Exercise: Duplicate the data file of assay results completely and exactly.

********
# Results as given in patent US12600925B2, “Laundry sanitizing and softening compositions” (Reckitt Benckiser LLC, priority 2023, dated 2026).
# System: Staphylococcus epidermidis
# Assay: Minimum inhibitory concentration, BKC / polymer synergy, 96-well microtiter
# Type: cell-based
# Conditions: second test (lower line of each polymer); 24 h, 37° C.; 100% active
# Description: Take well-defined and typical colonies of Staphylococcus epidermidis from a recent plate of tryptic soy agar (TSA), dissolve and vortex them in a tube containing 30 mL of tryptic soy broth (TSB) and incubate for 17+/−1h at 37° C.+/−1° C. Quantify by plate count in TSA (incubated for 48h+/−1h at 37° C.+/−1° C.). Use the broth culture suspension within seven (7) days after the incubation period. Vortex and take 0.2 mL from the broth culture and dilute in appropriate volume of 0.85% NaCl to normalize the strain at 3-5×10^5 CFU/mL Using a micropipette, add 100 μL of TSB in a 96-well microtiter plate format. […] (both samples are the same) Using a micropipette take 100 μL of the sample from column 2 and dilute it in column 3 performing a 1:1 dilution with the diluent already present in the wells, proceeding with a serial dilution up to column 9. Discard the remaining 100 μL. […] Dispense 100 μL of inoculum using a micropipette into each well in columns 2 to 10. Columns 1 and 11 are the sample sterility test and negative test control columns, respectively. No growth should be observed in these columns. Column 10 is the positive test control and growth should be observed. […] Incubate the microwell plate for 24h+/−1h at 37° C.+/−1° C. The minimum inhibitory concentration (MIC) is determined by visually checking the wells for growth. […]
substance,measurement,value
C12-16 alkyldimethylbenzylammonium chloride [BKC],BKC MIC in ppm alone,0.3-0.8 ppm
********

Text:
# Results as given in patent US12600925B2, “Laundry sanitizing and softening compositions” (Reckitt Benckiser LLC, priority 2023, dated 2026).
# System: Staphylococcus epidermidis
# Assay: Minimum inhibitory concentration, BKC / polymer synergy, 96-well microtiter
# Type: cell-based
# Conditions: second test (lower line of each polymer); 24 h, 37° C.; 100% active
# Description: Take well-defined and typical colonies of Staphylococcus epidermidis from a recent plate of tryptic soy agar (TSA), dissolve and vortex them in a tube containing 30 mL of tryptic soy broth (TSB) and incubate for 17+/−1h at 37° C.+/−1° C. Quantify by plate count in TSA (incubated for 48h+/−1h at 37° C.+/−1° C.). Use the broth culture suspension within seven (7) days after the incubation period. Vortex and take 0.2 mL from the broth culture and dilute in appropriate volume of 0.85% NaCl to normalize the strain at 3-5×10^5 CFU/mL Using a micropipette, add 100 μL of TSB in a 96-well microtiter plate format. […] (both samples are the same) Using a micropipette take 100 μL of the sample from column 2 and dilute it in column 3 performing a 1:1 dilution with the diluent already present in the wells, proceeding with a serial dilution up to column 9. Discard the remaining 100 μL. […] Dispense 100 μL of inoculum using a micropipette into each well in columns 2 to 10. Columns 1 and 11 are the sample sterility test and negative test control columns, respectively. No growth should be observed in these columns. Column 10 is the positive test control and growth should be observed. […] Incubate the microwell plate for 24h+/−1h at 37° C.+/−1° C. The minimum inhibitory concentration (MIC) is determined by visually checking the wells for growth. […]
substance,measurement,value
C12-16 alkyldimethylbenzylammonium chloride [BKC],BKC MIC in ppm alone,0.3-0.8 ppm